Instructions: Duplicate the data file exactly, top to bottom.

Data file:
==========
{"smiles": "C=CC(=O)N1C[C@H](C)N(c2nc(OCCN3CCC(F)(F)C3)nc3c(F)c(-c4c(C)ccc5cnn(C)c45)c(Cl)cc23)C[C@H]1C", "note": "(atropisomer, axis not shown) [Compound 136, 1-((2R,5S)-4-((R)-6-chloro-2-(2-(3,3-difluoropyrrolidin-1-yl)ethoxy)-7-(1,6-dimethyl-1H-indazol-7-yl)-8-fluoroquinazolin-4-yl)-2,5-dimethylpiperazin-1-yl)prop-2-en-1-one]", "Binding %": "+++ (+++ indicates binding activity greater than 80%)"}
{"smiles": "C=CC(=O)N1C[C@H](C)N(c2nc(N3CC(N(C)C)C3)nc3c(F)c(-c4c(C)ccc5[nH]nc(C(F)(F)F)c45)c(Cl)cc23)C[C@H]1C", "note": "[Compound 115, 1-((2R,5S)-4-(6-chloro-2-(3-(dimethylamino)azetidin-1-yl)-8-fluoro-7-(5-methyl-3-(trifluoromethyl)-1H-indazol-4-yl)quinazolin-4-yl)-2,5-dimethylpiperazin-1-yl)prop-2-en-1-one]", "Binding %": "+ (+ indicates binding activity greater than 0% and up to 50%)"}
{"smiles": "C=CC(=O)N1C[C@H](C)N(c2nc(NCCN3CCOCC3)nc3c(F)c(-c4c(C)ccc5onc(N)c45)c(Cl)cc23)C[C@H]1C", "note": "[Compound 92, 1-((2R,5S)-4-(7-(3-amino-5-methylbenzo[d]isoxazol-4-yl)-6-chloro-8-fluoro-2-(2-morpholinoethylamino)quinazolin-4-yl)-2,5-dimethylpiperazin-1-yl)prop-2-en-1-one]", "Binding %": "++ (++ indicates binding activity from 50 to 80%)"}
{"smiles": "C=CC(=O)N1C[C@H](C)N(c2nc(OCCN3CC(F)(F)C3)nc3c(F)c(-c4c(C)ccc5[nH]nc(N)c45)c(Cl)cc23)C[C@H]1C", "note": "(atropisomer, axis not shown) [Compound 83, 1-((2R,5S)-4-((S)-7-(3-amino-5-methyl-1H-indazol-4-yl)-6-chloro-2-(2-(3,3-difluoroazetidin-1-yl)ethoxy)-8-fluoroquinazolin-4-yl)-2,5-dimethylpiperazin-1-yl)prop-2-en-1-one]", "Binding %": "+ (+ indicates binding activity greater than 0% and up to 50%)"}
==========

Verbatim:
{"smiles": "C=CC(=O)N1C[C@H](C)N(c2nc(OCCN3CCC(F)(F)C3)nc3c(F)c(-c4c(C)ccc5cnn(C)c45)c(Cl)cc23)C[C@H]1C", "note": "(atropisomer, axis not shown) [Compound 136, 1-((2R,5S)-4-((R)-6-chloro-2-(2-(3,3-difluoropyrrolidin-1-yl)ethoxy)-7-(1,6-dimethyl-1H-indazol-7-yl)-8-fluoroquinazolin-4-yl)-2,5-dimethylpiperazin-1-yl)prop-2-en-1-one]", "Binding %": "+++ (+++ indicates binding activity greater than 80%)"}
{"smiles": "C=CC(=O)N1C[C@H](C)N(c2nc(N3CC(N(C)C)C3)nc3c(F)c(-c4c(C)ccc5[nH]nc(C(F)(F)F)c45)c(Cl)cc23)C[C@H]1C", "note": "[Compound 115, 1-((2R,5S)-4-(6-chloro-2-(3-(dimethylamino)azetidin-1-yl)-8-fluoro-7-(5-methyl-3-(trifluoromethyl)-1H-indazol-4-yl)quinazolin-4-yl)-2,5-dimethylpiperazin-1-yl)prop-2-en-1-one]", "Binding %": "+ (+ indicates binding activity greater than 0% and up to 50%)"}
{"smiles": "C=CC(=O)N1C[C@H](C)N(c2nc(NCCN3CCOCC3)nc3c(F)c(-c4c(C)ccc5onc(N)c45)c(Cl)cc23)C[C@H]1C", "note": "[Compound 92, 1-((2R,5S)-4-(7-(3-amino-5-methylbenzo[d]isoxazol-4-yl)-6-chloro-8-fluoro-2-(2-morpholinoethylamino)quinazolin-4-yl)-2,5-dimethylpiperazin-1-yl)prop-2-en-1-one]", "Binding %": "++ (++ indicates binding activity from 50 to 80%)"}
{"smiles": "C=CC(=O)N1C[C@H](C)N(c2nc(OCCN3CC(F)(F)C3)nc3c(F)c(-c4c(C)ccc5[nH]nc(N)c45)c(Cl)cc23)C[C@H]1C", "note": "(atropisomer, axis not shown) [Compound 83, 1-((2R,5S)-4-((S)-7-(3-amino-5-methyl-1H-indazol-4-yl)-6-chloro-2-(2-(3,3-difluoroazetidin-1-yl)ethoxy)-8-fluoroquinazolin-4-yl)-2,5-dimethylpiperazin-1-yl)prop-2-en-1-one]", "Binding %": "+ (+ indicates binding activity greater than 0% and up to 50%)"}